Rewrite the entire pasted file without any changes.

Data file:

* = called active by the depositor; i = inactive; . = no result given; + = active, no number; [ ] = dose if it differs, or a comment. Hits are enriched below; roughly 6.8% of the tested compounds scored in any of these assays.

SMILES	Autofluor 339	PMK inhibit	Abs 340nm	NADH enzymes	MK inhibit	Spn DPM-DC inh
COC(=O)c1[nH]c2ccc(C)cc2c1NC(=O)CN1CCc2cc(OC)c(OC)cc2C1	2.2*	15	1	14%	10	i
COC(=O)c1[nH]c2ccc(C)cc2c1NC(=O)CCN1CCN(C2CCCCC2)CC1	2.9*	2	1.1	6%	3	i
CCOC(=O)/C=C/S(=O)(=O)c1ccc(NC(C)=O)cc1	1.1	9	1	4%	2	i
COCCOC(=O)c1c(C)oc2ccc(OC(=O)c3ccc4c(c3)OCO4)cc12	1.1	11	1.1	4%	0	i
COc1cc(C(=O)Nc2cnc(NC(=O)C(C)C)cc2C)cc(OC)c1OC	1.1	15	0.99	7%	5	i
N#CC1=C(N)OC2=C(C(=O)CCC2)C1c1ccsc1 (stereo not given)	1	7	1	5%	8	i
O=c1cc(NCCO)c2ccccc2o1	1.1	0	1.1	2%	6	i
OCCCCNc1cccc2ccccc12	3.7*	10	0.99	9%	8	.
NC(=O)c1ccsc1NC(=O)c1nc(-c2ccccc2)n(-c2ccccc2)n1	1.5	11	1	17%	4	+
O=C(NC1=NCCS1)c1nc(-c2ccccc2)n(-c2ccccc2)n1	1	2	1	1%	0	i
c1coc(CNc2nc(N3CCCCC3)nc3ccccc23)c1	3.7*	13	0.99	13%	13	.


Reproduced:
* = called active by the depositor; i = inactive; . = no result given; + = active, no number; [ ] = dose if it differs, or a comment. Hits are enriched below; roughly 6.8% of the tested compounds scored in any of these assays.

SMILES	Autofluor 339	PMK inhibit	Abs 340nm	NADH enzymes	MK inhibit	Spn DPM-DC inh
COC(=O)c1[nH]c2ccc(C)cc2c1NC(=O)CN1CCc2cc(OC)c(OC)cc2C1	2.2*	15	1	14%	10	i
COC(=O)c1[nH]c2ccc(C)cc2c1NC(=O)CCN1CCN(C2CCCCC2)CC1	2.9*	2	1.1	6%	3	i
CCOC(=O)/C=C/S(=O)(=O)c1ccc(NC(C)=O)cc1	1.1	9	1	4%	2	i
COCCOC(=O)c1c(C)oc2ccc(OC(=O)c3ccc4c(c3)OCO4)cc12	1.1	11	1.1	4%	0	i
COc1cc(C(=O)Nc2cnc(NC(=O)C(C)C)cc2C)cc(OC)c1OC	1.1	15	0.99	7%	5	i
N#CC1=C(N)OC2=C(C(=O)CCC2)C1c1ccsc1 (stereo not given)	1	7	1	5%	8	i
O=c1cc(NCCO)c2ccccc2o1	1.1	0	1.1	2%	6	i
OCCCCNc1cccc2ccccc12	3.7*	10	0.99	9%	8	.
NC(=O)c1ccsc1NC(=O)c1nc(-c2ccccc2)n(-c2ccccc2)n1	1.5	11	1	17%	4	+
O=C(NC1=NCCS1)c1nc(-c2ccccc2)n(-c2ccccc2)n1	1	2	1	1%	0	i
c1coc(CNc2nc(N3CCCCC3)nc3ccccc23)c1	3.7*	13	0.99	13%	13	.